One Room Challenge-Fall 2020 | Week 3 Foraged and Crowned

Thursday, October 22, 2020

My goodness this last week flew by!  We're already halfway thru the One Room Challenge.  It's a bi-annual event hosted by Linda where over the course of six weeks you makeover a room.  I've been hard at work continuing on the built-in bookcase hack, but I took a moment to enjoy the progress and the beauty of the simple, white bookcases over the last weekend by styling them with some foraged grasses and weeds.  

My second favorite thing that happened this week was installing the crown molding.  Originally I planned to just install it on the bookcase wall.  I had used this pin from Sawdust Girl to install the crown molding for my DIY vent hood.  But it would only work for a specific size trim.  So, I had planned to scour the internetz, but had recently come across info from Marquita over at Far From Cypress that showed me a way that would work for any size crown molding.  So I thought I would give it a try.  I still had a few hang ups since quite a few of my corners weren't perfect 90 degree angles.  But I was able to figure it out with some help from Insta-friends and we made it work!  And now the room has crown molding thruout!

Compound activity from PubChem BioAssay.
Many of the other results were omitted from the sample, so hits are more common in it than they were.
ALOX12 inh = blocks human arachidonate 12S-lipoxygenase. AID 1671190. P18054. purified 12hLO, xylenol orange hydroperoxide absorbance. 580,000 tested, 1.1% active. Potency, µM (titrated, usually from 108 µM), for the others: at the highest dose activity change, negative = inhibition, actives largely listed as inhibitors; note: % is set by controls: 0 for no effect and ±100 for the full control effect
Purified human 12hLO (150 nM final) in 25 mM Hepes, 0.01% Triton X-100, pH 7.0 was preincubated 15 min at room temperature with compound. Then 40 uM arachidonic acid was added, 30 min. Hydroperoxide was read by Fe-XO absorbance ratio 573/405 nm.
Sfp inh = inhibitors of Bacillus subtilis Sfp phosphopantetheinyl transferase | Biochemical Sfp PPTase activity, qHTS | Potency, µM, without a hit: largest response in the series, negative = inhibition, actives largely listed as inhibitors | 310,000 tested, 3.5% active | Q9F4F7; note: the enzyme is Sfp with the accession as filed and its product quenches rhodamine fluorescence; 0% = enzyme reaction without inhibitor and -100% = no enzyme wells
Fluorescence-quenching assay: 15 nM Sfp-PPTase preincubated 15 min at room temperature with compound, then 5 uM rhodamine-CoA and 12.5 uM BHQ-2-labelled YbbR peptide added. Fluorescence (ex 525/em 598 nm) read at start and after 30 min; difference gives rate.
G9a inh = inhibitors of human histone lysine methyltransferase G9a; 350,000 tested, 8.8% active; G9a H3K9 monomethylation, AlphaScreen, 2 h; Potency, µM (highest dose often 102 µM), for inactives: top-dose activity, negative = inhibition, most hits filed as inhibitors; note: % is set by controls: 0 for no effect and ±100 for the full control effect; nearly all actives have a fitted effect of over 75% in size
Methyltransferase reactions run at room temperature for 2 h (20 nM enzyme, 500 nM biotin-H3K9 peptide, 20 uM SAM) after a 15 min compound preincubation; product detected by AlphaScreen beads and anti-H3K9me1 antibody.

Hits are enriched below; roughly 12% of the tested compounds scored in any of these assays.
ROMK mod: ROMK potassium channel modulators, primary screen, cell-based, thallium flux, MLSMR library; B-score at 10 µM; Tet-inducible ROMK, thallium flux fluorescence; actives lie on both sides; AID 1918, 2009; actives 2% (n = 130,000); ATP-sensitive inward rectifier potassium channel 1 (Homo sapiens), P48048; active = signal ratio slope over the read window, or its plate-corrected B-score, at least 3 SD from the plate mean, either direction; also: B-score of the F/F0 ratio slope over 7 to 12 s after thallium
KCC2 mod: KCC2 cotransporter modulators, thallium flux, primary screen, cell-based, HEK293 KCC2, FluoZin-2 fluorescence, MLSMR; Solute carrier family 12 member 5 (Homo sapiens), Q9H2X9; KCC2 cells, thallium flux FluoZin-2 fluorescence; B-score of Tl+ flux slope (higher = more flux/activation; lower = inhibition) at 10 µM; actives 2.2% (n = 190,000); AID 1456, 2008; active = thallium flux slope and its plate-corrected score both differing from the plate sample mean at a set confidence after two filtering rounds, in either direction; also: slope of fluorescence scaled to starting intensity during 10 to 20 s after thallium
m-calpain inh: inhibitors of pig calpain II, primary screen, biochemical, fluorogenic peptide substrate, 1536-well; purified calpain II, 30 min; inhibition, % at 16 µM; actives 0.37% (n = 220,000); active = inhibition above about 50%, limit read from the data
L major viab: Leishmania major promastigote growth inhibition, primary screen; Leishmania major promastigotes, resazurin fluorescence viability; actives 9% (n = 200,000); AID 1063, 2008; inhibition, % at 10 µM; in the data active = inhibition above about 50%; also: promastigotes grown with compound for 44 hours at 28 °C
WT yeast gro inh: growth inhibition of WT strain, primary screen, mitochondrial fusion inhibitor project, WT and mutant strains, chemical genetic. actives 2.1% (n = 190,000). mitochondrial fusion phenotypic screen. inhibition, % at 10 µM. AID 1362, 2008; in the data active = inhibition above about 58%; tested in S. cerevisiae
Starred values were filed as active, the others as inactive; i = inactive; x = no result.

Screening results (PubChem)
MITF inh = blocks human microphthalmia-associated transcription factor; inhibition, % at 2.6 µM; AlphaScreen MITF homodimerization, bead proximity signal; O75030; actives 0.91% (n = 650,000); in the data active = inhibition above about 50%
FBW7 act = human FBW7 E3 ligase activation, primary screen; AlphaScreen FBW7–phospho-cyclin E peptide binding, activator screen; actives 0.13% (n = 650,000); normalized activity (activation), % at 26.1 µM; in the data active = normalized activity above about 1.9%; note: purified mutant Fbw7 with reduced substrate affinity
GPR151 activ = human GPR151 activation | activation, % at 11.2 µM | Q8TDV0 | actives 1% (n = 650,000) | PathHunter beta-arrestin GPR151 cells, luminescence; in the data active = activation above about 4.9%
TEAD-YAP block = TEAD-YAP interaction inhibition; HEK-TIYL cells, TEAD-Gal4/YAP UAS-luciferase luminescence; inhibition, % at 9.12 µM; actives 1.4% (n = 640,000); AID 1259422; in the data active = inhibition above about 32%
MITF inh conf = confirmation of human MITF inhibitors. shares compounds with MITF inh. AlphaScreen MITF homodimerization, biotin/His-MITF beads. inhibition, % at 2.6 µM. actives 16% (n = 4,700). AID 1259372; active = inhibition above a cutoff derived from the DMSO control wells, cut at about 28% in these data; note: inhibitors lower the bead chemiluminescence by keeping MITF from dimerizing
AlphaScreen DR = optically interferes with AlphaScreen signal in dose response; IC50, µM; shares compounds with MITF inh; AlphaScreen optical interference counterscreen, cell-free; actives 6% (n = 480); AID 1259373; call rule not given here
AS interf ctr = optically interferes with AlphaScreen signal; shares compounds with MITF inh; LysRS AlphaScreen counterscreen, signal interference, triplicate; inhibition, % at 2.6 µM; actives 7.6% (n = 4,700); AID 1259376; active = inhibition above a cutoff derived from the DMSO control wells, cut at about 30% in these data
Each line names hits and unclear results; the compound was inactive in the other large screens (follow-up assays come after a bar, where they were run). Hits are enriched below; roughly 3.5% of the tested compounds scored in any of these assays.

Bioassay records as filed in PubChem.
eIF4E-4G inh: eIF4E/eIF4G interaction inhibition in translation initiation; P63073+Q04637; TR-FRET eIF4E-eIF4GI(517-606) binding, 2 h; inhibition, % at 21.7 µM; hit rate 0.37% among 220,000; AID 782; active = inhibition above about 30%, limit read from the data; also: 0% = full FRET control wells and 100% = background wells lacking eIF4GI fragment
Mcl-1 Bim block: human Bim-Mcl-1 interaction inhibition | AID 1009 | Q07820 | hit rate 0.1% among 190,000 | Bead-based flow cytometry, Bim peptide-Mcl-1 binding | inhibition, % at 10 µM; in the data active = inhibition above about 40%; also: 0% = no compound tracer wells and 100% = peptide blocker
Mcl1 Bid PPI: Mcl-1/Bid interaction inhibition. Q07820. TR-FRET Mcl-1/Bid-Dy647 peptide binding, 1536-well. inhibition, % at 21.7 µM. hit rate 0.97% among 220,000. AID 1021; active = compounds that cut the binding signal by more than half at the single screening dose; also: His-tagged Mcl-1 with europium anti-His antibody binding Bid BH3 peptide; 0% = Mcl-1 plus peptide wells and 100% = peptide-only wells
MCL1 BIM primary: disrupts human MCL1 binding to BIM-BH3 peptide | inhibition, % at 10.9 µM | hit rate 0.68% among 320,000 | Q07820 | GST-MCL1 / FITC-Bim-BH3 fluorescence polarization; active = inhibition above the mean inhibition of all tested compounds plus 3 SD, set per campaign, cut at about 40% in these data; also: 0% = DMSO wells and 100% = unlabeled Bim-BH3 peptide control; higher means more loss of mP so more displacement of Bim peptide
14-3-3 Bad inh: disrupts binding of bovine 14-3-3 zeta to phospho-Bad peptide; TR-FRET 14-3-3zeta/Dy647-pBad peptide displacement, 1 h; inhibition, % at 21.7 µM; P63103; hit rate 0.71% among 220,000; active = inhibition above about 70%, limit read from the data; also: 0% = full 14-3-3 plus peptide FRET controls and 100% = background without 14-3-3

The 'piece de resistance' in the office, to me, are the bookcases.  Today I was finishing the final trim on them, and I am literally getting the final coat of paint on them as I write this.  So bear with my pictures this from this evening.  I'll do a future post breaking down all the different trims I used.   Let me know if you have any questions in the interim.

Can you believe those built-ins started out as this?  I mean it's a pretty good looking bookcase, but adding paint and trim takes it up a notch!

A little refresher on the design plan:

To have posts delivered to your inbox, subscribe over in the side bar!  Cheering on my fellow ORC participants as we finish out the next three weeks!

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One Room Challenge-Fall 2020 | Week 2-Vertical Shiplap + Bookcase Hack

Thursday, October 15, 2020

It's Week 2 of the Better Homes and Gardens One Room Challenge.  There is a lot of amazing work being done by everyone!  This week has been all about the shiplap and bookcase wall for me.  I've been wanting to install shiplap for a long time, (aka since before Instagram was invented), so this was a dream project for me.